# A question about the statement of the Prime Avoidance Lemma.

The Prime Avoidance Lemma states the following:

Suppose $$I_1,I_2,\dots,I_n,J$$ are ideals of a ring $$R$$, such that $$J\subset \cup U_i$$. If $$R$$ contains an infinite field, or if at most $$2$$ of the ideals $$I_1,\dots,I_n$$ are not prime, then $$J\subset I_k$$ for some $$k$$.

Consider $$(4)\cup (6)$$ as ideals of the ring $$\Bbb{Z}$$. Although it does not contain in infinite field, the ideals $$(6)$$ and $$(4)$$ satisfy the criterion of at most two ideals being not prime. Hence, the condition of the prime avoidance lemma is satisfied. However, $$(14)\subset (4)\cup (6)$$, and $$(14)$$ is not contained within either of $$(4)$$ or $$(6)$$. Is this not a counter-example? Where am I going wrong?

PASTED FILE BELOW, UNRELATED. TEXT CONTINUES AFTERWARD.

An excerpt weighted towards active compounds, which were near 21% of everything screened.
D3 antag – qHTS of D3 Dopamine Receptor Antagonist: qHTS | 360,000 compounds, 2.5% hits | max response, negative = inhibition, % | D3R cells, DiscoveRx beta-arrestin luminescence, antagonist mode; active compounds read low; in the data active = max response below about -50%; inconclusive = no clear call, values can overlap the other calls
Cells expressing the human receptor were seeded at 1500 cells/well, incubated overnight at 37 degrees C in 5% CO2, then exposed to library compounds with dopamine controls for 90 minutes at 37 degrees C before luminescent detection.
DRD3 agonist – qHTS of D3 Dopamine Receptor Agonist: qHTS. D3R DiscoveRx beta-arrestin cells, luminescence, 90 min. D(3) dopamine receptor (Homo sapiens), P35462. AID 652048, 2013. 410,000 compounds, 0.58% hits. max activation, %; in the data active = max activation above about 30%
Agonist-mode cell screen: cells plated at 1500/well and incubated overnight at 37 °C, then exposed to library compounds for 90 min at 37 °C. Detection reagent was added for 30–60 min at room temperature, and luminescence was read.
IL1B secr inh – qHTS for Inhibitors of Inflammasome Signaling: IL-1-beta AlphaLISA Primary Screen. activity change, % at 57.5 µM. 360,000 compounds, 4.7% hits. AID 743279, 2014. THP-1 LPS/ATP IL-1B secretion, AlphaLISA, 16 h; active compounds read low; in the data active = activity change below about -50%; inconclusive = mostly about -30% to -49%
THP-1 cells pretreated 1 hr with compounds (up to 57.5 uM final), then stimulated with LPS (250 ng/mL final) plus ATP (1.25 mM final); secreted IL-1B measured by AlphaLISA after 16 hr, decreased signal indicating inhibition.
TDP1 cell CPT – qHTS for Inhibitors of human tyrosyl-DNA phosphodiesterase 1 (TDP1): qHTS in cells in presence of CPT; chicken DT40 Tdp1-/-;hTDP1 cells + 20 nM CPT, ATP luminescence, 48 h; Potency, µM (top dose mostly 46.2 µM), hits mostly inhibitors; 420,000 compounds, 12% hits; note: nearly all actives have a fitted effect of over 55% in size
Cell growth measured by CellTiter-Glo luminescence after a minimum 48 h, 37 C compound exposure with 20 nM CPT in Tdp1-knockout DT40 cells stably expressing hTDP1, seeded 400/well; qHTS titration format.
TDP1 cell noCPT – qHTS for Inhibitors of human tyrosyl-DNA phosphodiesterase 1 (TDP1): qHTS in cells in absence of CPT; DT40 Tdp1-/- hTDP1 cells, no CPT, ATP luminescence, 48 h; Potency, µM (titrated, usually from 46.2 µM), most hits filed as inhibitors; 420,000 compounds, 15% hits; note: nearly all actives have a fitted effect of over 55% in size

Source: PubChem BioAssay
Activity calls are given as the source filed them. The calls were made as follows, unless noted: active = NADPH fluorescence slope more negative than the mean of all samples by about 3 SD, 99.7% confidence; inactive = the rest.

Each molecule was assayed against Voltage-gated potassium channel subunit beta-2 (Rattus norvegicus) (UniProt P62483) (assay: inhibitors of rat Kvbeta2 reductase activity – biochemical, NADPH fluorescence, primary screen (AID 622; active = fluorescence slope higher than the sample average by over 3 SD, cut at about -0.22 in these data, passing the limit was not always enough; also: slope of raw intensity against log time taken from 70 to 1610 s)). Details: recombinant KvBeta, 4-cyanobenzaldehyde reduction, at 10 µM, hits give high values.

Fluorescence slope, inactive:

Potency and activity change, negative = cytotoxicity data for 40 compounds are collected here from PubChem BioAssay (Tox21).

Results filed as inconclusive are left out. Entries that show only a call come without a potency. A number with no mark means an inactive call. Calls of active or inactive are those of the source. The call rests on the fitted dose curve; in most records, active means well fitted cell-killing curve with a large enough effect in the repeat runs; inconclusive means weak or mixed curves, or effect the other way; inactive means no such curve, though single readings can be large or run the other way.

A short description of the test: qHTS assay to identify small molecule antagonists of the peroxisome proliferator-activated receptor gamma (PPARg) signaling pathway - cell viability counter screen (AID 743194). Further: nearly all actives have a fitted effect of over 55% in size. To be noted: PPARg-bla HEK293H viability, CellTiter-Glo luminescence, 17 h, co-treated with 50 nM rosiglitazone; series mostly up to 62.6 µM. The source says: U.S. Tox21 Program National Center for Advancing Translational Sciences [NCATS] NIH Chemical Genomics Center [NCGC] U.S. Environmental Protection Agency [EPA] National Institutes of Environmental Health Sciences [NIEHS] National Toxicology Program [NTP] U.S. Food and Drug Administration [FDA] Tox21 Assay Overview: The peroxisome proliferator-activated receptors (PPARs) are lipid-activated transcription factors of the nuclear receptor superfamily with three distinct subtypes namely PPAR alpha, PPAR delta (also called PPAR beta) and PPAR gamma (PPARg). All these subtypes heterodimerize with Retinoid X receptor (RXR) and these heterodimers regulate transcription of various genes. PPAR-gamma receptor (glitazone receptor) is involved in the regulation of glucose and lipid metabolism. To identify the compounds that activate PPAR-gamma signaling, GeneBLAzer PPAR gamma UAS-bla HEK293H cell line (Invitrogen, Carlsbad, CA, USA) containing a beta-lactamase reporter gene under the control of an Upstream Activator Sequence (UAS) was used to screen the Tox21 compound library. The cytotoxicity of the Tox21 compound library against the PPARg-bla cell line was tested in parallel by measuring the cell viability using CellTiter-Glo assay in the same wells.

• @Randall- Yeah sorry I was confusing $(4)\cup (6)$ with $(4)+(6)$
– user67803
Commented Jul 30, 2018 at 17:33

$(14)$ isn't contained in the union $(4) \cup (6)$, which only contains numbers divisible by either $4$ or $6$, but only in the larger set given by the ideal sum $(4)\mathbf{+}(6)=(2)$.
• Ah yes. I was confusing $(4)\cup (6)$ with $(4)+(6)$. Thanks!